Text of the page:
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Squatters and adverse possession

Posted on: June 11 2016

Twelve years or fifteen years would seem like a lifetime to actually squat and occupy someone else’s property to gain full legal proprietary rights. From a strict legal perspective the squatter would need to

  • take physical possession (to the exclusion of the true owner)
  • change the locks
  • not pay rent
  • maintain the property and the fences
  • probably have to pay the rates
  • insurance would be optional
  • treat the property as if you were the true owner (living there as the occupier as opposed to collecting rent) and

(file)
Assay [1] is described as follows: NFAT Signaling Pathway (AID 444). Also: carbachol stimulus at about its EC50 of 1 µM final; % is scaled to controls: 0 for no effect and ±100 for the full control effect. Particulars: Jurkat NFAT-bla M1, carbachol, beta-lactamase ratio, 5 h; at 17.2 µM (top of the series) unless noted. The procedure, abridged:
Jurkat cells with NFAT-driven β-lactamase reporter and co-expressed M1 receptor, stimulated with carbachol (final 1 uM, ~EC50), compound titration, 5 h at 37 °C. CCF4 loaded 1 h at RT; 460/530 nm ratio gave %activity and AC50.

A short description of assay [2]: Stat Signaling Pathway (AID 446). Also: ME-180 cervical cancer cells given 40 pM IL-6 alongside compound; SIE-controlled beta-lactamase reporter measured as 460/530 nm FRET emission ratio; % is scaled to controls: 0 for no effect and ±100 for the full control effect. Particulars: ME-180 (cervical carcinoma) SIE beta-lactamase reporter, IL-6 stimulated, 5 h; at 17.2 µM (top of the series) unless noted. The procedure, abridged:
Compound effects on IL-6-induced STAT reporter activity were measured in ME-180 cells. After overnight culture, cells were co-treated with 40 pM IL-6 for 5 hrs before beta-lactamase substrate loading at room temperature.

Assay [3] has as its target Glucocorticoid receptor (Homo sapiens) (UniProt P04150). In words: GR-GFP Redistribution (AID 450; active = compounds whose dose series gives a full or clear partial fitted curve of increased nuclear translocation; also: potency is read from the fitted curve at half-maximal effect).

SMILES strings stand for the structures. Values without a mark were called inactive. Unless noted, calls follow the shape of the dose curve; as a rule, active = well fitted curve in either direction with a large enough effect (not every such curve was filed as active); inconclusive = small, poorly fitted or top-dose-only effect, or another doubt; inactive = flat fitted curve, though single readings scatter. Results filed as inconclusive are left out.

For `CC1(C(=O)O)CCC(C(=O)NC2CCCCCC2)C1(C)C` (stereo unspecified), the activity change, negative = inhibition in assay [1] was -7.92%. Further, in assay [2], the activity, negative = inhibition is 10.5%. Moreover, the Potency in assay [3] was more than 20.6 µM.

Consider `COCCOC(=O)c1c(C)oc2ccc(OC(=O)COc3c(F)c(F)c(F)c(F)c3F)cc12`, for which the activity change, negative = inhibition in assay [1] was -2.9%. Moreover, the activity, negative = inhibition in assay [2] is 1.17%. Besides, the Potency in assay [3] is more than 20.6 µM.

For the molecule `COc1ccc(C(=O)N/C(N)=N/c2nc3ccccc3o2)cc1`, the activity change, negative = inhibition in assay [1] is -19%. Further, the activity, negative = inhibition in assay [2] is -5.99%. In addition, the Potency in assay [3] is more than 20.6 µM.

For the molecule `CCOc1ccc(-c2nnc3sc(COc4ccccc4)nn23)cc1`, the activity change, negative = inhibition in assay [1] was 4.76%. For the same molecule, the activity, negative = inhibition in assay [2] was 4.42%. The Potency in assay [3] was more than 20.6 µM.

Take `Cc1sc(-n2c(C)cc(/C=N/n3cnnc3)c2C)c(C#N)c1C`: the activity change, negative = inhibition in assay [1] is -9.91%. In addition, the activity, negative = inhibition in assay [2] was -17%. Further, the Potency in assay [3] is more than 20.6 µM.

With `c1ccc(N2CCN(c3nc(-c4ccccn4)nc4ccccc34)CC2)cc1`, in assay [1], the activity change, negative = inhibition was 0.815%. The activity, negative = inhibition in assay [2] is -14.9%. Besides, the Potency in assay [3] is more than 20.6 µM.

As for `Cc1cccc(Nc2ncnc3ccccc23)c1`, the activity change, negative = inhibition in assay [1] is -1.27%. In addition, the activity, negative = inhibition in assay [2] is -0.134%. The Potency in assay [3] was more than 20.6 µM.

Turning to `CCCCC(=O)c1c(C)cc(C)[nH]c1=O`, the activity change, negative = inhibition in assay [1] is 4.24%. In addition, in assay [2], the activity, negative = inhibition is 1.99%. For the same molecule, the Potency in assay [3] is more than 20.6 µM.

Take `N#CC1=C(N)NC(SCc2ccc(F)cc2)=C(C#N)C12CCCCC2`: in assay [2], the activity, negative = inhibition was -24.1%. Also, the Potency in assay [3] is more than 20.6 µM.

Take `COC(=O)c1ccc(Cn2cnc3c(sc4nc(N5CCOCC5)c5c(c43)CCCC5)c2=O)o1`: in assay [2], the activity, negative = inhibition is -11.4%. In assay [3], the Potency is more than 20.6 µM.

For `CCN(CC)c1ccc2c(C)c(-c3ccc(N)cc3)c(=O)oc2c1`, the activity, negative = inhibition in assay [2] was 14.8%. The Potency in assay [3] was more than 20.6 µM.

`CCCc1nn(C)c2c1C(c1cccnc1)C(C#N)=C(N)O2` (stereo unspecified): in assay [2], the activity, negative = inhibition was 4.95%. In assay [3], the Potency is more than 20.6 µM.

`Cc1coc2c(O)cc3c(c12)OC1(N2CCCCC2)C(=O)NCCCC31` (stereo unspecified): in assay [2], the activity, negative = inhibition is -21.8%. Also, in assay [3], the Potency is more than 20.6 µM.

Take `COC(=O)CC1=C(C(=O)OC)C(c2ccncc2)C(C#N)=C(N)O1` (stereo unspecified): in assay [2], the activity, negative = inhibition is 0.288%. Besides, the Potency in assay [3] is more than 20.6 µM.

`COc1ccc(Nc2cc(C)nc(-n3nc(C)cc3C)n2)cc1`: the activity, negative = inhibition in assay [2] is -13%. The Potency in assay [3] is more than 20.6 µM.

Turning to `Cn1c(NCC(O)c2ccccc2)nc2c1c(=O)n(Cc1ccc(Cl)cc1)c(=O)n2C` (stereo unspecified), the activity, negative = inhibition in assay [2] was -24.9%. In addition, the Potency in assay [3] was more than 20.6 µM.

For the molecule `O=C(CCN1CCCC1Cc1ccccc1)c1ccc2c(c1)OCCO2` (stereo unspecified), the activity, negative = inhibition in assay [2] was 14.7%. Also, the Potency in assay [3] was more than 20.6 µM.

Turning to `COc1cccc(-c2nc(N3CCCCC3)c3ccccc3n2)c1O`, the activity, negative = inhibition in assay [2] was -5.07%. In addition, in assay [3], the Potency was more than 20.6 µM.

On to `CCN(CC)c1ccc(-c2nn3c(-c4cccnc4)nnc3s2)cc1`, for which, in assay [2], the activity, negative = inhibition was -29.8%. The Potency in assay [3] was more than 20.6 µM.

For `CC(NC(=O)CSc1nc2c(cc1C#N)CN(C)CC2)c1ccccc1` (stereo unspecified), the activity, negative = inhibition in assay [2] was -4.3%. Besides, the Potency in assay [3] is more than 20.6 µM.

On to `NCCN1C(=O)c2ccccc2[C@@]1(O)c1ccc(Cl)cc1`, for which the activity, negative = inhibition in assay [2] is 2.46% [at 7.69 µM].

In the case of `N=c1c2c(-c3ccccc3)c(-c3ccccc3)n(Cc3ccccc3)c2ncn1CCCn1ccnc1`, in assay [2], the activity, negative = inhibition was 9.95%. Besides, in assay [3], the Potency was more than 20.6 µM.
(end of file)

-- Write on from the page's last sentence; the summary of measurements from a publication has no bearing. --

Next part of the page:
• carry on the above for the prescribed period (12 years NSW / 15 years Victoria)

Not impossible but highly improbable in the middle of built up Melbourne or Sydney.

Recently the Sydney Morning Herald and The Guardian have published stories of a Redfern terrace being recently taken over by a squatter and an absentee Chinese owner who apparently left Australia and gone back to China in 2007. Time is ticking

 

Vacant_property_for_squatters

A long-vacant property in Oxford, once occupied by squatters when owned by University College.

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